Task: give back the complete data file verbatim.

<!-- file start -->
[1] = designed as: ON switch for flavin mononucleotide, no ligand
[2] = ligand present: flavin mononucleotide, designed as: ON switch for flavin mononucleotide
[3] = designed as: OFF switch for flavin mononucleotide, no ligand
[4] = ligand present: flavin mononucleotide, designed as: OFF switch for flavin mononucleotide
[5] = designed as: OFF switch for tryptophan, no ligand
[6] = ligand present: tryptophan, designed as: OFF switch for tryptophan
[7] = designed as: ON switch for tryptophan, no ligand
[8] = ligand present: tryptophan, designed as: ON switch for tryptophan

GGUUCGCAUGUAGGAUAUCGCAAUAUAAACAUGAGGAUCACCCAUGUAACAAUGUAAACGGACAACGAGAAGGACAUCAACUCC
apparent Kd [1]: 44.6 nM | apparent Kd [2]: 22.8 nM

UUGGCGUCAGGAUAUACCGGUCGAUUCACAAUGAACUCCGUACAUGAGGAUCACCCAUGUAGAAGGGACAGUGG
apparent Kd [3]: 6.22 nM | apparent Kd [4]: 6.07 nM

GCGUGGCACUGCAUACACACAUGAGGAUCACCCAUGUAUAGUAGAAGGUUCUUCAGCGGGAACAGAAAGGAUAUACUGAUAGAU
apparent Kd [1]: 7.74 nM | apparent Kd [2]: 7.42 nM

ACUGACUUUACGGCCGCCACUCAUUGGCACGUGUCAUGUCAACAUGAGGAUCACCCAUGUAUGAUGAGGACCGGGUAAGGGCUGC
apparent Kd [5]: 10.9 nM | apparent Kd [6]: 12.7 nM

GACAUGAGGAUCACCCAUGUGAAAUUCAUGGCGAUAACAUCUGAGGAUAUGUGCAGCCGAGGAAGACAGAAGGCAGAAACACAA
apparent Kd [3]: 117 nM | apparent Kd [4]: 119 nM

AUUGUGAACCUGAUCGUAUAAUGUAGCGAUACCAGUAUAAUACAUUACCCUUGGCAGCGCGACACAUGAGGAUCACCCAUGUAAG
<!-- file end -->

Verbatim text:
[1] = designed as: ON switch for flavin mononucleotide, no ligand
[2] = ligand present: flavin mononucleotide, designed as: ON switch for flavin mononucleotide
[3] = designed as: OFF switch for flavin mononucleotide, no ligand
[4] = ligand present: flavin mononucleotide, designed as: OFF switch for flavin mononucleotide
[5] = designed as: OFF switch for tryptophan, no ligand
[6] = ligand present: tryptophan, designed as: OFF switch for tryptophan
[7] = designed as: ON switch for tryptophan, no ligand
[8] = ligand present: tryptophan, designed as: ON switch for tryptophan

GGUUCGCAUGUAGGAUAUCGCAAUAUAAACAUGAGGAUCACCCAUGUAACAAUGUAAACGGACAACGAGAAGGACAUCAACUCC
apparent Kd [1]: 44.6 nM | apparent Kd [2]: 22.8 nM

UUGGCGUCAGGAUAUACCGGUCGAUUCACAAUGAACUCCGUACAUGAGGAUCACCCAUGUAGAAGGGACAGUGG
apparent Kd [3]: 6.22 nM | apparent Kd [4]: 6.07 nM

GCGUGGCACUGCAUACACACAUGAGGAUCACCCAUGUAUAGUAGAAGGUUCUUCAGCGGGAACAGAAAGGAUAUACUGAUAGAU
apparent Kd [1]: 7.74 nM | apparent Kd [2]: 7.42 nM

ACUGACUUUACGGCCGCCACUCAUUGGCACGUGUCAUGUCAACAUGAGGAUCACCCAUGUAUGAUGAGGACCGGGUAAGGGCUGC
apparent Kd [5]: 10.9 nM | apparent Kd [6]: 12.7 nM

GACAUGAGGAUCACCCAUGUGAAAUUCAUGGCGAUAACAUCUGAGGAUAUGUGCAGCCGAGGAAGACAGAAGGCAGAAACACAA
apparent Kd [3]: 117 nM | apparent Kd [4]: 119 nM

AUUGUGAACCUGAUCGUAUAAUGUAGCGAUACCAGUAUAAUACAUUACCCUUGGCAGCGCGACACAUGAGGAUCACCCAUGUAAG